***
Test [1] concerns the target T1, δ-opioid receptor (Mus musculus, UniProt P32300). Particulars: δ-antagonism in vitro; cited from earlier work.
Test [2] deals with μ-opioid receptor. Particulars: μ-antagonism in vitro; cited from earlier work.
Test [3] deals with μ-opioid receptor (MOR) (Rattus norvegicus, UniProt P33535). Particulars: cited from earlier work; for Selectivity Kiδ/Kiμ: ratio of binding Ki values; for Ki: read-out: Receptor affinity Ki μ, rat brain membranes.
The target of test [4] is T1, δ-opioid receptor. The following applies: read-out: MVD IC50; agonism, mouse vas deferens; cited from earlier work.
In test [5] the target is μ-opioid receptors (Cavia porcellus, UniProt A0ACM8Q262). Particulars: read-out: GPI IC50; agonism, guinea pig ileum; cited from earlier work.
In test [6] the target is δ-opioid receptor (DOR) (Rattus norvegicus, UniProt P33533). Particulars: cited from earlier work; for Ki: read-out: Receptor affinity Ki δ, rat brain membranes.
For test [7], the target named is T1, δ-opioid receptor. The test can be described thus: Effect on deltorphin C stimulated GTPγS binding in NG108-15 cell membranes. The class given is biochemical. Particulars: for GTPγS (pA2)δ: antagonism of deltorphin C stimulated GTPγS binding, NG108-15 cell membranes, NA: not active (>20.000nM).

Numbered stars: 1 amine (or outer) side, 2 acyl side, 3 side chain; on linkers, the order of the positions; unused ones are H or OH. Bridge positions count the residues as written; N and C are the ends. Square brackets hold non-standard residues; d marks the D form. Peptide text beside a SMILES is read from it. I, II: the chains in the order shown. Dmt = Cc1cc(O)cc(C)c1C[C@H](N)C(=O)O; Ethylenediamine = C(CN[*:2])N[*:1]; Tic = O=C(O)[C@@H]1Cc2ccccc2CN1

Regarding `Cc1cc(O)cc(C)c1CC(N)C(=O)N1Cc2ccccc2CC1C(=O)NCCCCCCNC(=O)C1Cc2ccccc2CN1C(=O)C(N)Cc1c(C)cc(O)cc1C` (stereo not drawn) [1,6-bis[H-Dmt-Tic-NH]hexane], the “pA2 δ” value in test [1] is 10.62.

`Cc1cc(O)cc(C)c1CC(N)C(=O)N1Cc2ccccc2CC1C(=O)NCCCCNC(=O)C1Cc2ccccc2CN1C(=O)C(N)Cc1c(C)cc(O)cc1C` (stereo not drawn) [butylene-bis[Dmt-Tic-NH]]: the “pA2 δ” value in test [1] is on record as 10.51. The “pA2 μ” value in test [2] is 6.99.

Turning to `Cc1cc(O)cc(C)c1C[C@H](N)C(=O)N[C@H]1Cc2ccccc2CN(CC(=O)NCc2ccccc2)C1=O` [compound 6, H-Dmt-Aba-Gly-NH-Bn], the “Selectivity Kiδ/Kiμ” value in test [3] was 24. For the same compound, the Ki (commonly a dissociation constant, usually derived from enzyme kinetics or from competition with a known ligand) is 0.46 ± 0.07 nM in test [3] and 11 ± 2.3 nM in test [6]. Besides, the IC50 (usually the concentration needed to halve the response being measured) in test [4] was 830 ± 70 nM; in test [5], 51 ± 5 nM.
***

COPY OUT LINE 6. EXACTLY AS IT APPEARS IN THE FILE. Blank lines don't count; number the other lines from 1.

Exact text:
In test [6] the target is δ-opioid receptor (DOR) (Rattus norvegicus, UniProt P33533). Particulars: cited from earlier work; for Ki: read-out: Receptor affinity Ki δ, rat brain membranes.